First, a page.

Monday, 29 July 2019

KT Tunstall - Drastic Fantastic (2007)

Beauty of uncertainty....


Released on 18 September 2007

Running time 45.09

This was KT Tunstall's second album and, rather than going down the earnest, breathy Dido route of mid-2000s female singer-songwriters, she harnessed the rockier elements of her 2005 debut, Eye To The Telescope and went full-on pop/rock, certainly for the first two-thirds of the album. The cover gives a clue to that as KT poses like a seventies heavy metal axe man, silver glam-rock style guitar glistening.


1. Little Favours
2. If Only
3. White Bird
4. Funnyman
5. Hold On
6. Hopeless
7. I Don't Want You Now
8. Saving My Face
9. Beauty Of Uncertainty
10. Someday Soon
11. Paper Aeroplane                                  

Little Favours kick off with a big, deep drumbeat, backed up with crystal clear acoustic guitars and then jangly, solid electric riffs. The beat is lively and KT's vocals are strong and confident. It is probably the rockiest number on the album. If Only has a quirky, staccato beat and one of those swirling, airy, slightly slurry vocals. The chorus has KT going higher with her voice and is poppy and catchy. White Bird slows the tempo down considerably on a slightly jazzy and bluesy sleepy number. Very Americana. A bit of a hint of Lucinda Williams in places. The acoustic guitar, bass and brushy drum interlay is excellent. Funnyman opens with some buzzy, U2-ish guitar before the track delivers a shuffling backbeat. It kicks in to a muscular rock sound eventually, with a bit of Celtic-sounding mandolin enhancing it. The sound of songs like this is very 2000s but also slightly retrospective too.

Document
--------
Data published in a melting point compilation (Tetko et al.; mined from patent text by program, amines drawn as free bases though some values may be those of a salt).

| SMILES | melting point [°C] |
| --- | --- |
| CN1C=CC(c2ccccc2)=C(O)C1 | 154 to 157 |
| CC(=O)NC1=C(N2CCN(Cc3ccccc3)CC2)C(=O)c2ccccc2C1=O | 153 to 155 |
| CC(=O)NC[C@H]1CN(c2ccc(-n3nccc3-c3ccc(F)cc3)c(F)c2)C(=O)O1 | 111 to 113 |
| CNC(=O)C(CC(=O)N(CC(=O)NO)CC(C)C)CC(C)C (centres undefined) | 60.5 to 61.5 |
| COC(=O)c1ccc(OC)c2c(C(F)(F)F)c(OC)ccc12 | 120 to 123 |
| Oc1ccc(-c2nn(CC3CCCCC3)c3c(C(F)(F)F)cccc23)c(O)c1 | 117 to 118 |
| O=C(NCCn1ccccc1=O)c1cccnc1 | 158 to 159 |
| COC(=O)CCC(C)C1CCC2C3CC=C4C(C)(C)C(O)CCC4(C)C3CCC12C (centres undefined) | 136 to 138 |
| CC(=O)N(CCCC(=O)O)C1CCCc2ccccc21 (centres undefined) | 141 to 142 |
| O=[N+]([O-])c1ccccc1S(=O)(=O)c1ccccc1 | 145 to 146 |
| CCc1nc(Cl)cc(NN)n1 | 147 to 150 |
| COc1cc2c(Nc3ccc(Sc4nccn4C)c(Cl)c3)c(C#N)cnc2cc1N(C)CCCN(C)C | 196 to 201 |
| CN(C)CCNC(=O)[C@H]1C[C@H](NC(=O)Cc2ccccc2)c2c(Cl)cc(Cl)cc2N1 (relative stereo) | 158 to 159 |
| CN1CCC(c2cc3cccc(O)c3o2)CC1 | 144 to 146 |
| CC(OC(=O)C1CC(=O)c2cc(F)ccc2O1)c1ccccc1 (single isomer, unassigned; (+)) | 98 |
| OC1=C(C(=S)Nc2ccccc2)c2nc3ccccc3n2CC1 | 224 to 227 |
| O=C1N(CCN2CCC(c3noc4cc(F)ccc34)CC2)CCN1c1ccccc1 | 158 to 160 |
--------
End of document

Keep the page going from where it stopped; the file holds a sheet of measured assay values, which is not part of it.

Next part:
Hold On continues in the same upbeat, vibrant, chunky style. Hopeless has a delicious deep bass line and a bit of the infectious style of the big hit Suddenly I See about it. KT's voice is impressive as indeed is the accessible sound and feel of the song. I Don't Want You Now is also poppy and appealing. Ideal Radio Two fare. Saving My Face is very Deacon Blue-ish in its "wooh-ooh" backing vocals, and in the track's general sound, merging acoustic and electric guitars.

Beauty Of Uncertainty is a slow-pace acoustic and bass bluesy song, full of laid-back atmosphere and another great vocal. It is another in a long line of Americana-influenced numbers. By the end of the track it has developed a big, U2-esque sound, however. The relaxing, gentle strains of Someday Soon has a Bruce Springsteen-like strummed acoustic guitar and backing drums meeting a Mary Chapin Carpenter ambience and lyric as KT shows off her vocal versatility. Paper Aeroplane continues the laid-back last third of the album with a slow, haunting number. What began as a tub-thumping poppy album has ended as an airy, reflective one. Overall, though, this has largely been a vibrant offering and a generally ebullient one. KT Tunstall really is a very underrated artist.